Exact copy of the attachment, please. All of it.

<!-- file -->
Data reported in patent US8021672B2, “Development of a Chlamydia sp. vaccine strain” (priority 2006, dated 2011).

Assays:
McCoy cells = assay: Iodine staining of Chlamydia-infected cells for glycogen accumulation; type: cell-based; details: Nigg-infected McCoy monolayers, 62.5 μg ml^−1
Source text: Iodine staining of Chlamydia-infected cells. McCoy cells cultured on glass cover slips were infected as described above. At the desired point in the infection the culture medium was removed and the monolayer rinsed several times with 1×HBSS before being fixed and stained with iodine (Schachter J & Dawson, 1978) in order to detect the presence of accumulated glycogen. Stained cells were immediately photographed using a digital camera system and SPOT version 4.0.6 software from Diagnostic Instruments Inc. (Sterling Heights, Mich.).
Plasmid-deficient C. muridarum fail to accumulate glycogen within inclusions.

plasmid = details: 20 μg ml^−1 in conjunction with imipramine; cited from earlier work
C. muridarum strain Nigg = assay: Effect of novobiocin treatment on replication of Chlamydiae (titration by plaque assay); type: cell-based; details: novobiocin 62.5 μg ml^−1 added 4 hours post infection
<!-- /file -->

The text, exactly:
Data reported in patent US8021672B2, “Development of a Chlamydia sp. vaccine strain” (priority 2006, dated 2011).

Assays:
McCoy cells = assay: Iodine staining of Chlamydia-infected cells for glycogen accumulation; type: cell-based; details: Nigg-infected McCoy monolayers, 62.5 μg ml^−1
Source text: Iodine staining of Chlamydia-infected cells. McCoy cells cultured on glass cover slips were infected as described above. At the desired point in the infection the culture medium was removed and the monolayer rinsed several times with 1×HBSS before being fixed and stained with iodine (Schachter J & Dawson, 1978) in order to detect the presence of accumulated glycogen. Stained cells were immediately photographed using a digital camera system and SPOT version 4.0.6 software from Diagnostic Instruments Inc. (Sterling Heights, Mich.).
Plasmid-deficient C. muridarum fail to accumulate glycogen within inclusions.

plasmid = details: 20 μg ml^−1 in conjunction with imipramine; cited from earlier work
C. muridarum strain Nigg = assay: Effect of novobiocin treatment on replication of Chlamydiae (titration by plaque assay); type: cell-based; details: novobiocin 62.5 μg ml^−1 added 4 hours post infection